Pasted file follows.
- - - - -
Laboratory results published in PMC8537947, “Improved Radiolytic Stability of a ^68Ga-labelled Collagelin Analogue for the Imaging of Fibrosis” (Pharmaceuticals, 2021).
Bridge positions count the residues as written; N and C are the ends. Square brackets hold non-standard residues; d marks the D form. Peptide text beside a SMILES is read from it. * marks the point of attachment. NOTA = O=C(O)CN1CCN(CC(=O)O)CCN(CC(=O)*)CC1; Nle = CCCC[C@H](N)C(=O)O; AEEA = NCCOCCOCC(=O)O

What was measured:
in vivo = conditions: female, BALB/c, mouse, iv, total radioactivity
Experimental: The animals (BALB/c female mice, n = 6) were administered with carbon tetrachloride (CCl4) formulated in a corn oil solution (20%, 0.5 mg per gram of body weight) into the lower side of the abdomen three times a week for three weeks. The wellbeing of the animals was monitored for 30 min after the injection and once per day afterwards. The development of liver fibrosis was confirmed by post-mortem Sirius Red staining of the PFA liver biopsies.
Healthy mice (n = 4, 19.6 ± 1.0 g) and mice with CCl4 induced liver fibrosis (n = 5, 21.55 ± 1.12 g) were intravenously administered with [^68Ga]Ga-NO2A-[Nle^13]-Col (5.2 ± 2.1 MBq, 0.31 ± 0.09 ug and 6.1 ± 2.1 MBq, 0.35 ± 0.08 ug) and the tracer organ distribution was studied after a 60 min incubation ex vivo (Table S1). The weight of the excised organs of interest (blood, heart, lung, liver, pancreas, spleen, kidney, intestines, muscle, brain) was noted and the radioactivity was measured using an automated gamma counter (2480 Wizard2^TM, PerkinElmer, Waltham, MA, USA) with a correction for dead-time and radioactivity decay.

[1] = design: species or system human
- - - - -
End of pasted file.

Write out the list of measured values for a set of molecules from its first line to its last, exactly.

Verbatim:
Laboratory results published in PMC8537947, “Improved Radiolytic Stability of a ^68Ga-labelled Collagelin Analogue for the Imaging of Fibrosis” (Pharmaceuticals, 2021).
Bridge positions count the residues as written; N and C are the ends. Square brackets hold non-standard residues; d marks the D form. Peptide text beside a SMILES is read from it. * marks the point of attachment. NOTA = O=C(O)CN1CCN(CC(=O)O)CCN(CC(=O)*)CC1; Nle = CCCC[C@H](N)C(=O)O; AEEA = NCCOCCOCC(=O)O

What was measured:
in vivo = conditions: female, BALB/c, mouse, iv, total radioactivity
Experimental: The animals (BALB/c female mice, n = 6) were administered with carbon tetrachloride (CCl4) formulated in a corn oil solution (20%, 0.5 mg per gram of body weight) into the lower side of the abdomen three times a week for three weeks. The wellbeing of the animals was monitored for 30 min after the injection and once per day afterwards. The development of liver fibrosis was confirmed by post-mortem Sirius Red staining of the PFA liver biopsies.
Healthy mice (n = 4, 19.6 ± 1.0 g) and mice with CCl4 induced liver fibrosis (n = 5, 21.55 ± 1.12 g) were intravenously administered with [^68Ga]Ga-NO2A-[Nle^13]-Col (5.2 ± 2.1 MBq, 0.31 ± 0.09 ug and 6.1 ± 2.1 MBq, 0.35 ± 0.08 ug) and the tracer organ distribution was studied after a 60 min incubation ex vivo (Table S1). The weight of the excised organs of interest (blood, heart, lung, liver, pancreas, spleen, kidney, intestines, muscle, brain) was noted and the radioactivity was measured using an automated gamma counter (2480 Wizard2^TM, PerkinElmer, Waltham, MA, USA) with a correction for dead-time and radioactivity decay.

[1] = design: species or system human